Mawatas – the perfect craft supply you didn’t know you needed!

What Are Mawatas?

 

Mawatas, also commonly known as Silk Hankies, are one of my all time favourite craft supplies.

For several years now I have dyed and sold my hankies both on my stalls and on my online store and I just love to watch people pick them up and cuddle them, mesmerised by their cloud-like puffiness and silky texture.

And yet time and time again I see people put off investing in their own mawatas because:

I just wouldn’t know what to do with them…

So here is some background, and hopefully some inspiration for you!

White cocoon silkworm

White silkworm cocoon

As I’m sure you are already aware, silk is produced by silk worms during the construction of the cocooons which allow them to metamorphosise into the adorable silk moth.

Typically this silk is harvested in a long single thread by unwinding the cocoons by either hand or machinery once the moth inside has been, shall we say, ‘disposed of’ (insert sad face here).

Close up Silkworm eating mulberry green leaf

Silkworm eating mulberry leaf

In a sense, therefore, mawatas are an ethical alternative to silk harvesting as the moth is allowed to break free of its silky cell in order to procreate and no doubt chase all the lightbulbs it so pleases.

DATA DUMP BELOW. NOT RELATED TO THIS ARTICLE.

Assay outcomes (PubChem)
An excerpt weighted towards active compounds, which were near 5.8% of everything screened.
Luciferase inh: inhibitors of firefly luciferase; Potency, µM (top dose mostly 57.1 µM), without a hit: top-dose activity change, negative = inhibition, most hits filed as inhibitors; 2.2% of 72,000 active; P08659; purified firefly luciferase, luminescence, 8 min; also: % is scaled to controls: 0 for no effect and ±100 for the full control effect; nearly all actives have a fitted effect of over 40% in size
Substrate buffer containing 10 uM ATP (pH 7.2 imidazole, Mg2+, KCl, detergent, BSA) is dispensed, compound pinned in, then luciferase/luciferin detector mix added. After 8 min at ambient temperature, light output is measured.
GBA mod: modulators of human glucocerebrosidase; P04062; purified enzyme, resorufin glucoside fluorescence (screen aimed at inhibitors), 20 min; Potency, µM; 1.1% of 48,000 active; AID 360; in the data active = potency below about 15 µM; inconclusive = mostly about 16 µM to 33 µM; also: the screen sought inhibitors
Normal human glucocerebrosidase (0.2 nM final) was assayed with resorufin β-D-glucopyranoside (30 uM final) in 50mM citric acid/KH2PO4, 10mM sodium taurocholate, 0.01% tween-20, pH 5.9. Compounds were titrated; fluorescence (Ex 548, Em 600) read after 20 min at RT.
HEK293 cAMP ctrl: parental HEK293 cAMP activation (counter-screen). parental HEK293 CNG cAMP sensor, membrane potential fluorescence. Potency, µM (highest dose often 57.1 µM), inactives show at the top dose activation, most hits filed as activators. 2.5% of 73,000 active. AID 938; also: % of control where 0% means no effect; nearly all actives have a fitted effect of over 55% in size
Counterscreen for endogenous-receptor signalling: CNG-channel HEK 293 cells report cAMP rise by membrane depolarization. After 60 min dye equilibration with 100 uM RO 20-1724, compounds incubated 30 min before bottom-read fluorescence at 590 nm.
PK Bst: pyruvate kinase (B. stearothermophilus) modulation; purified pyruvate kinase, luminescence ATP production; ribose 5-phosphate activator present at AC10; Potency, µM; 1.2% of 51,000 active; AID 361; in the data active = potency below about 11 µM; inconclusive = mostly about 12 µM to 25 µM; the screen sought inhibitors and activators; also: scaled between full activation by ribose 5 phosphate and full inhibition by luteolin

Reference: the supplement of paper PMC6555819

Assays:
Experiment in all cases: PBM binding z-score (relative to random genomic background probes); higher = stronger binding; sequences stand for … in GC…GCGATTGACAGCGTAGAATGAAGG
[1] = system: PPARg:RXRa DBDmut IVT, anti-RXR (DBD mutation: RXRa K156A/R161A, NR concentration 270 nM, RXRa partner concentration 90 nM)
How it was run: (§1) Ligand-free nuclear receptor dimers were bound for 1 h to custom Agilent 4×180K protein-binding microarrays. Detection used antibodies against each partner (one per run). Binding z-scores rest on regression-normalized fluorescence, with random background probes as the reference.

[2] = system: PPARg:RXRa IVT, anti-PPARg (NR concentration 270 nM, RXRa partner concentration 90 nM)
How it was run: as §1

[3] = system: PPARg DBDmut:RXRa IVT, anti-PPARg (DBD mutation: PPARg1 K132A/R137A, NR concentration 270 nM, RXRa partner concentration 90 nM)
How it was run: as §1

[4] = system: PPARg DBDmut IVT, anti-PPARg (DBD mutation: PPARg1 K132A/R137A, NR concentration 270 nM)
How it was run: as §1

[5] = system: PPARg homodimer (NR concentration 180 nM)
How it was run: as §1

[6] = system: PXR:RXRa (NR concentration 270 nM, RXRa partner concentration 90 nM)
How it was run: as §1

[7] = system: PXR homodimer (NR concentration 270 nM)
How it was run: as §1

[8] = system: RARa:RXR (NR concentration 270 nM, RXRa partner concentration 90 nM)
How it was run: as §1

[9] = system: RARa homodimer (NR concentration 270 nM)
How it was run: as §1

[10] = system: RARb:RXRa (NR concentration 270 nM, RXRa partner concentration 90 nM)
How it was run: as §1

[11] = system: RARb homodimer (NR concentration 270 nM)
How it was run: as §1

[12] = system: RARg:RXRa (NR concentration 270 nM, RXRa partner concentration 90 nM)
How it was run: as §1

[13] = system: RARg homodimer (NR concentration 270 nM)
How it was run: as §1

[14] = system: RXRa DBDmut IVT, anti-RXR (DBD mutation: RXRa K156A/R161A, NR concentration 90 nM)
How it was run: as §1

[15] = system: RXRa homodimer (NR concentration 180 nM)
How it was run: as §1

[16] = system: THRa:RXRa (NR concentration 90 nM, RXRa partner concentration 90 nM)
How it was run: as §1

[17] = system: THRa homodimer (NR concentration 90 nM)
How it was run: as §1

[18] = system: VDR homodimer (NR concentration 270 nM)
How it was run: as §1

During the break out the moth leaves a trail of gum and gunk around the hole of the cocoon, this is removed by soaking the silk for roughly 24 hours before stretching the fibres over a frame. Each cocoon is layered on top of each other until a batch of silk mawatas is created (typically between 8-10g per batch/roughly 20-30 mawatas)

These are then duly dyed by colour addicts such as myself and can be used in a variety of crafty ways from paper making to crochet.

silk cocoon to a butterfly yellow silkworm

Isn’t he just adorable?

 

How to Use Mawatas

 

One of the many reasons why I love using mawatas is because of their flexibility and universality with little to no experience or equipment necessary…

Unlike most fibres such as wool or silk brick, spinning is not a necessary part of the process in turning a mawata into a finished item. It is in fact easier to knit or crochet directly from the hankie itself which also gives you freedom to adjust the colour way as you progress.

  • To turn a hankie into a ‘yarn’ simply detach the top hankie from the batch, make a hole with your fingers in the centre of the mawata and pull…

 

  • Keep pulling firmly and consistently, keeping your hands wide apart until the silk begins to draft apart.

 

  • Continue this drafting process around the circumference of the hankie until you reach your desired gauge and thickness.

 

  • Once satisfied simply break the circle of silk that you have created and wind the yarn into a ball, ideally around a makeshift nostepinne to prevent knots and tangles (if in doubt a loo roll tube is sufficient and readily available!)

 

Be aware that during this process the silk will stick to everything and anything it touches, I recommend using a hand cream before settling down to play with your hankies! Don’t worry though, the lustre of the silk will return once it has been knitted or crocheted.

Should a fine but strong silk thread be desired the mawatas can be also spun on either spindle or wheel.

To see for yourself just how easy it is to use silk hankies give the video above a watch and if you have any further questions please comment below!

Beannachdan,

Katie x

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